Abstract

Mexico is constituted of arid and semiarid areas in more than half of its land extension, where most of their resources are available only during the rainy season. For those species that recycle resources, such as the carrion fauna, this represents a highly active season; however, the biological and diversity patterns of carrion fauna are poorly understood in these areas. Here, we studied the abundance, diversity and richness of the Scarabaeidae, Silphidae, Staphylinidae and Trogidae families in the Zapotitlán de las Salinas Valley in Puebla, Mexico. Over a one-year period, monthly samples were collected from five different vegetation systems that included the scrublands, a columnar cactus landscape, and altered vegetation. Samples were collected with the use of NTP-80 traps baited with squid, and data on abundance and richness were obtained and evaluated, with respect to monthly precipitation and sampling site location. We collected a total of 613 insects from 12 genera and 15 species. Across systems, Staphylinidae showed the greatest richness (nine species) and abundance (74.2%), followed by Scarabaeidae (21.9%), Silphidae (2.9%) and Trogidae (1%). Significant differences were observed between sites and months; nevertheless, no relationship was observed between abundance and temperature or precipitation. Across taxonomic groups, abundance and richness were most evident for scrub sites, while a greater abundance during the dry season was obtained. The results of this study indicated that the carrion faunal community composition is closely related to the type of vegetation and did not depend on the rainy season. In spite that lesser carrion fauna was observed in this area when compared to other regions of Mexico, this report constitutes a significant contribution to our understanding of the ecological role of this fauna in arid areas.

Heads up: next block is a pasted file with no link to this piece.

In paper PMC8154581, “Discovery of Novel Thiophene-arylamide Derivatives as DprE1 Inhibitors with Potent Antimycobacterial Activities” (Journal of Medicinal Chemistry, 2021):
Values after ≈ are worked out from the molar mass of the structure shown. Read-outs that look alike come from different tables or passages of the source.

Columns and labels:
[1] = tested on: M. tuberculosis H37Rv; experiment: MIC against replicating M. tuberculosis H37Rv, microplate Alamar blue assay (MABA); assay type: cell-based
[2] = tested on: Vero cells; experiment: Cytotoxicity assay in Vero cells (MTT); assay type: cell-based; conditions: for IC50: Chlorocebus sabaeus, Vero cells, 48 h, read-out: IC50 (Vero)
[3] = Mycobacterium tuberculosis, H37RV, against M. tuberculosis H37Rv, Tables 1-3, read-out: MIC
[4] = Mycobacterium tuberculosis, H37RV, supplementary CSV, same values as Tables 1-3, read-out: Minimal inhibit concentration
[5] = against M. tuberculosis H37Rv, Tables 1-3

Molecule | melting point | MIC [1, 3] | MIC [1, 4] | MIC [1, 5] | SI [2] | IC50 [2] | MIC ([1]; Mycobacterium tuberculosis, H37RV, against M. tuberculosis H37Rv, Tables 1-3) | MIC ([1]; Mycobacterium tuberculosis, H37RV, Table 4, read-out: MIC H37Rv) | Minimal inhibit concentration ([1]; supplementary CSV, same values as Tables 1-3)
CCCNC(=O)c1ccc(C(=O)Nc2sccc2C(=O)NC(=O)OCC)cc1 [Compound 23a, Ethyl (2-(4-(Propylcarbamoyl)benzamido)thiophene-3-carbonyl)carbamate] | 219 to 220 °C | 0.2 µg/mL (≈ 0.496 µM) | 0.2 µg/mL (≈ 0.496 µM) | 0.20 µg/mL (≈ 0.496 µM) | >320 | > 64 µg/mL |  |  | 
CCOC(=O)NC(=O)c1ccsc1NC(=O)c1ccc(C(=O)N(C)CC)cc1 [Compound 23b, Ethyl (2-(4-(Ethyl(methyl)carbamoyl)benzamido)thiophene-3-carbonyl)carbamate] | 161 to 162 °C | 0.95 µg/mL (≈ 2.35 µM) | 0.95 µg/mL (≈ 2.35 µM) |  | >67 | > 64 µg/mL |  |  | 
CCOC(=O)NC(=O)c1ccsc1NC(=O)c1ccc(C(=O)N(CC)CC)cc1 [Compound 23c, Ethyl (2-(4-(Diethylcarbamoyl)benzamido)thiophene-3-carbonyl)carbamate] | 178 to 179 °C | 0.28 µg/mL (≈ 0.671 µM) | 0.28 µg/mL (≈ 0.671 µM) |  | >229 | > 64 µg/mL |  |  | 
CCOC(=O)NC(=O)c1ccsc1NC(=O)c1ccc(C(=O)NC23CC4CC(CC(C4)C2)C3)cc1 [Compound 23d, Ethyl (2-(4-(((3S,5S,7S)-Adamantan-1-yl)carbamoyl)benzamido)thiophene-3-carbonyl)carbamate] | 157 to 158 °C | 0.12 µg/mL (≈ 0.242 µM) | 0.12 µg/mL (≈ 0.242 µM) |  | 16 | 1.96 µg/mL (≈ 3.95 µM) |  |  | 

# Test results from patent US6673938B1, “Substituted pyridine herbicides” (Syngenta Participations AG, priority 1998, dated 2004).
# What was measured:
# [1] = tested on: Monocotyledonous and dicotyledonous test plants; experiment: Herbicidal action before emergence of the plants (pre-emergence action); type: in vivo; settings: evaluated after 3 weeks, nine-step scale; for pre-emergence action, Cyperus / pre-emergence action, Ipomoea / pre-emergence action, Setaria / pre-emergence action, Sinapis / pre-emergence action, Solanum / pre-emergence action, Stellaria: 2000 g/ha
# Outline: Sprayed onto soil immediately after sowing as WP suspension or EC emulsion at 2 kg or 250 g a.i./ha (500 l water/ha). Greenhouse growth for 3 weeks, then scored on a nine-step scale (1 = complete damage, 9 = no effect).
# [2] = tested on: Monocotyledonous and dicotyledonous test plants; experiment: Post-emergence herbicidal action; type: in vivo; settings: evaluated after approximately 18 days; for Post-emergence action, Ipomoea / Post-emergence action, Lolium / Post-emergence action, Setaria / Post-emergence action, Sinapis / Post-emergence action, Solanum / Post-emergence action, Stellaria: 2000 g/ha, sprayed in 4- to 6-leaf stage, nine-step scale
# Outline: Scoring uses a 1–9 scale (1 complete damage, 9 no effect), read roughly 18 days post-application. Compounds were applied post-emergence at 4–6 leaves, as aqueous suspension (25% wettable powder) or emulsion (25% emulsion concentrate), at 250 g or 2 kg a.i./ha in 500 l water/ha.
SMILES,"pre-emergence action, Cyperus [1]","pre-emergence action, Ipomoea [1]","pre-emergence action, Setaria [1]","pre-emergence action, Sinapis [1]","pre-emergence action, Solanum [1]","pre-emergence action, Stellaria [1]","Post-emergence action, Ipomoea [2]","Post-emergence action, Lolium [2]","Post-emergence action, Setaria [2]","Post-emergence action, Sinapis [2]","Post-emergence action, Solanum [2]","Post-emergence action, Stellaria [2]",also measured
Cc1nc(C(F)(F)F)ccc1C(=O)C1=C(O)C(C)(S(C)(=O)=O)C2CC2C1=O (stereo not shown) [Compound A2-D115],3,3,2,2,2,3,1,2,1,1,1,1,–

Keywords: carrion beetles, ntp-80, seasonality, scrub, columnar cactus